Technical FAQ: How cyclists can keep on rolling as they age

Lennard reflects on the injuries he has dealt with over the years and what he might have done to avoid or reduce risk.

Dear Lennard,
In reading your post on seats and reflecting on your tech reporting as of late, it seems to reflect the surprising fact that you’ve aged. This is fine by me, as I’ve run out of fingers and toes to keep track of my age. This thought made me want to ask: What would you have done differently that might have improved your ride experience as you aged? Or more generally, looking back do you think there are habits among younger riders that cause injuries/issues later in life that could be avoided without loss of youthful performance? For instance, extreme difference between high seat height and bar slammed down. Does this actually improve performance but is a young rider’s game and an old man’s sore neck?
— Jeff

Dear Jeff,
That’s a very interesting question, and it wasn’t until I started thinking about it that I realized I’ve been writing for VeloNews almost half of my life! I am now 60, and when I started at VeloNews in 1989, I was 31; I’m coming up on my 30th anniversary with VeloNews! Some things do come to mind that I think would have changed my current physical issues if I were to get a do-over while pursuing the same goals.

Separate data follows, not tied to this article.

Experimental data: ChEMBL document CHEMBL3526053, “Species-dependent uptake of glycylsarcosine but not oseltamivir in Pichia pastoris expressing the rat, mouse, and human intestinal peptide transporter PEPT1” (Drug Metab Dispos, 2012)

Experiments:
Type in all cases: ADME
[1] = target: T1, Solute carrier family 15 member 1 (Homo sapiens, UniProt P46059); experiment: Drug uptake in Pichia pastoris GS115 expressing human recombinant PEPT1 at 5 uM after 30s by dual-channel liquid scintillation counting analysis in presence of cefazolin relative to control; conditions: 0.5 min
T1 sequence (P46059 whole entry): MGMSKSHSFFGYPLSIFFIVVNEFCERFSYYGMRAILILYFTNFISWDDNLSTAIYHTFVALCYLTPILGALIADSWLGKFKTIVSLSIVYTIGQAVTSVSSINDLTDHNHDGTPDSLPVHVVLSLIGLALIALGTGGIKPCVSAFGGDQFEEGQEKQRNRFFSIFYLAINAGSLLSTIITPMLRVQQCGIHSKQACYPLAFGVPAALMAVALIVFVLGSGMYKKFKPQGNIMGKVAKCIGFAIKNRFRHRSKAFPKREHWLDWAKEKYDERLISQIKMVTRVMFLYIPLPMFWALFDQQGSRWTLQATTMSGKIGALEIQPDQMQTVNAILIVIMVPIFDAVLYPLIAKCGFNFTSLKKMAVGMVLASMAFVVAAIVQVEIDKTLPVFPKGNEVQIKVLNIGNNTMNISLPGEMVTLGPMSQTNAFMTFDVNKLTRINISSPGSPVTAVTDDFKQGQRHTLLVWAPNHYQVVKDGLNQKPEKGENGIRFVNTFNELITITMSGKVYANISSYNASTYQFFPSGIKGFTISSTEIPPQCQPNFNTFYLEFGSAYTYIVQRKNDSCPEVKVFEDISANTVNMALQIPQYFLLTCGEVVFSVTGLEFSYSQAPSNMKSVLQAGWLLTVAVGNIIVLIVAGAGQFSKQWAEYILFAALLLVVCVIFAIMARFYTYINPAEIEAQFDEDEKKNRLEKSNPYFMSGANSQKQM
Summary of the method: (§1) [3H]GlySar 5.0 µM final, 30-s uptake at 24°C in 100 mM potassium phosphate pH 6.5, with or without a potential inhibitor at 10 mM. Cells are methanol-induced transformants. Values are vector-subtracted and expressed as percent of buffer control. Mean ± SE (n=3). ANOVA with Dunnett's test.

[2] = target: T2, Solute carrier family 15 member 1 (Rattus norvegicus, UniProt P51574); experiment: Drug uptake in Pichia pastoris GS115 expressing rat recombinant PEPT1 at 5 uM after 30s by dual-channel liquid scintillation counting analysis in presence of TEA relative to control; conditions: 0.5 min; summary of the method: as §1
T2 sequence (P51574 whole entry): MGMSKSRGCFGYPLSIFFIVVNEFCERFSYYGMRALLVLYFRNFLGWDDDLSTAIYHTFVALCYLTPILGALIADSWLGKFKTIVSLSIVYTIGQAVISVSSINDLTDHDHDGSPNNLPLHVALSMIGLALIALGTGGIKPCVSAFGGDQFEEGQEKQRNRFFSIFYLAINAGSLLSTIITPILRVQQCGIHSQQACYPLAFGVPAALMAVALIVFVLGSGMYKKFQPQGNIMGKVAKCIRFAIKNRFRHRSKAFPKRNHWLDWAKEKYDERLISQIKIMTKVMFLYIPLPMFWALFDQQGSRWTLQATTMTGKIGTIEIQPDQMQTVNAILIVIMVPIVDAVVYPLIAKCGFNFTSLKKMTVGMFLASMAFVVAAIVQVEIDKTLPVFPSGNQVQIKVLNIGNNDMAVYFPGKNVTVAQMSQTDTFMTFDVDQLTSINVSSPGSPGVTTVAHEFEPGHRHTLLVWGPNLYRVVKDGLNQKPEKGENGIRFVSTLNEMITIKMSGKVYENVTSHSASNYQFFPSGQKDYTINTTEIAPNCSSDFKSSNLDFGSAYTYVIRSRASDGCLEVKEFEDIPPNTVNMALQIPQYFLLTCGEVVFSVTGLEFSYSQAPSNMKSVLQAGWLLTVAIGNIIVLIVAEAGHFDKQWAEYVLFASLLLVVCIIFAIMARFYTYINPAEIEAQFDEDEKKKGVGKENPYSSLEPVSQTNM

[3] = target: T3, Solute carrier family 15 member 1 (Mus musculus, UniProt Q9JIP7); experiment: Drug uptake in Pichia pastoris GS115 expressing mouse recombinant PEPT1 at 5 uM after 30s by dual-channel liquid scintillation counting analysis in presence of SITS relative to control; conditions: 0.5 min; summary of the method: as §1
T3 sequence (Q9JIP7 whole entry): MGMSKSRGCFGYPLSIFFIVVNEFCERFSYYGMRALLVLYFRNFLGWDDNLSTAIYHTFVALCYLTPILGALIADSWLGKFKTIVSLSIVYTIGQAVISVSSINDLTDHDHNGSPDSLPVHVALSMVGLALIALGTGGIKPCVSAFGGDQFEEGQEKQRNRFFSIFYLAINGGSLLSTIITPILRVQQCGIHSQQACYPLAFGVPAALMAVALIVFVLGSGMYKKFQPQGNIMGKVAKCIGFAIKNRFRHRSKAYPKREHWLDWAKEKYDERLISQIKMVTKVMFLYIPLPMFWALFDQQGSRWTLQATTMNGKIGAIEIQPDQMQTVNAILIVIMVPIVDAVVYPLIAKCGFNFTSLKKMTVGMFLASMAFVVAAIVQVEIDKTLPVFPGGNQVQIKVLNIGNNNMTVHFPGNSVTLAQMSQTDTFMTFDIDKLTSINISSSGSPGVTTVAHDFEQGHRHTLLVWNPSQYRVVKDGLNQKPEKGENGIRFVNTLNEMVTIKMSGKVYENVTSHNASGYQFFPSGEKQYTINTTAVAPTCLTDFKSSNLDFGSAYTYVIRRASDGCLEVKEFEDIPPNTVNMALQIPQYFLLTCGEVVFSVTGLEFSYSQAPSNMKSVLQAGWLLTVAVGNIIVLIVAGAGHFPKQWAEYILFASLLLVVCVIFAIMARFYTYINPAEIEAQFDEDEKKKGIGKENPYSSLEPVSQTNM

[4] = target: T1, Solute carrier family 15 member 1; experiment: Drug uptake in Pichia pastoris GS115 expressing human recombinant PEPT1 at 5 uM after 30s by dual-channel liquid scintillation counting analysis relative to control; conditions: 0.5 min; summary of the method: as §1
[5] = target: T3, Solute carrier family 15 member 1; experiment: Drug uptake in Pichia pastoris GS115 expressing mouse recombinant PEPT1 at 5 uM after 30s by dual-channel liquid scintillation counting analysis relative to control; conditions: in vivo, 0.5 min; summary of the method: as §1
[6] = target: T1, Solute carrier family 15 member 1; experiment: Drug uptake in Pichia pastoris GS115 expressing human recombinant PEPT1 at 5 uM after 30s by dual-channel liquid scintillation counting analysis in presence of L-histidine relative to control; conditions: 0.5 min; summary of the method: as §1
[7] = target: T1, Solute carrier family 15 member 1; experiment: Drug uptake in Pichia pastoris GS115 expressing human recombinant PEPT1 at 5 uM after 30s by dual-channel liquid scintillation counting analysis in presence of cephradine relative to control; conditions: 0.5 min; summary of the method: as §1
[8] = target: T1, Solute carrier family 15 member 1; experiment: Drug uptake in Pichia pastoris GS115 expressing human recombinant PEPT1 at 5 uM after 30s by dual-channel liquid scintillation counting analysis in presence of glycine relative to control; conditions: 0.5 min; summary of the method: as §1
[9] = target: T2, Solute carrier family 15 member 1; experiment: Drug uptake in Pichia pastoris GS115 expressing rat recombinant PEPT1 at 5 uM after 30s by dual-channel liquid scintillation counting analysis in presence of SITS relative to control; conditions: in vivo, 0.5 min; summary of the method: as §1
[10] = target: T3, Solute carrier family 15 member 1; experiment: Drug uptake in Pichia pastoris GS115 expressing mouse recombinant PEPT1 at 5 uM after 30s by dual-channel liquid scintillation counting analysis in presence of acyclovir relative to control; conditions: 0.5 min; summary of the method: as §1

First, the chronic injuries I have lived with, most of them for decades, are:

  1. Heart arrhythmia; this appeared five years ago. In doing the research for “The Haywire Heart,” I have come to look at this as an overuse injury.
  2. Degenerative low back disease — complete loss of disc space between many of the vertebra in my low back first diagnosed over 20 years ago. Some medical professionals I have been working with on my current chronic high hamstring injury believe that the source of it may be pinched nerves in my low back.
  3. Chronic left shoulder problems for over a decade — ruptured long head of the biceps tendon, dislocation, rotator cuff tears resulting in two recent surgeries to repair those tears.
  4. Left elbow tendinitis — medial epicondylitis (“golfer’s elbow”) for over 20 years.
  5. “Morton’s neuroma” in between the joints of the metatarsals in my feet for over 20 years.
  6. The one most limiting my “ride experience” is my heart, which I would reduce the stress on if I could go back and do it over again. I see this from two sides — emotional stress as well as physical stress.